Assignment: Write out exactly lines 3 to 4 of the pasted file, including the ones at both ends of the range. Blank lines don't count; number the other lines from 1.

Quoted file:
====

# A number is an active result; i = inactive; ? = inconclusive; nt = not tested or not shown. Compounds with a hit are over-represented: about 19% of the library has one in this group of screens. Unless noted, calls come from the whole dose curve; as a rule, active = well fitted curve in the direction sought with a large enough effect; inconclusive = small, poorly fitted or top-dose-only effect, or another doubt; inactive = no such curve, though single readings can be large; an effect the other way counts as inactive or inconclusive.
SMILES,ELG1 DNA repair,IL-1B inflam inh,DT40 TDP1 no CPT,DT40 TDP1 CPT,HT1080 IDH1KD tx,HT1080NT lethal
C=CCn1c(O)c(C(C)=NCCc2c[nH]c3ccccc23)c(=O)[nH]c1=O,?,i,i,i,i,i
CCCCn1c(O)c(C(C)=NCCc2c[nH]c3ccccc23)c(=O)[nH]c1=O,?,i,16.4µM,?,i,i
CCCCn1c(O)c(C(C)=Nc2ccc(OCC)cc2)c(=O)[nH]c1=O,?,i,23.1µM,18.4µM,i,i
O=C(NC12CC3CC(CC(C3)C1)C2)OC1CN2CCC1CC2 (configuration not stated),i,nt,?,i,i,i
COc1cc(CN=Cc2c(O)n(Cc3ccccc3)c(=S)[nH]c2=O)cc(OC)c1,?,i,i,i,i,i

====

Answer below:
C=CCn1c(O)c(C(C)=NCCc2c[nH]c3ccccc23)c(=O)[nH]c1=O,?,i,i,i,i,i
CCCCn1c(O)c(C(C)=NCCc2c[nH]c3ccccc23)c(=O)[nH]c1=O,?,i,16.4µM,?,i,i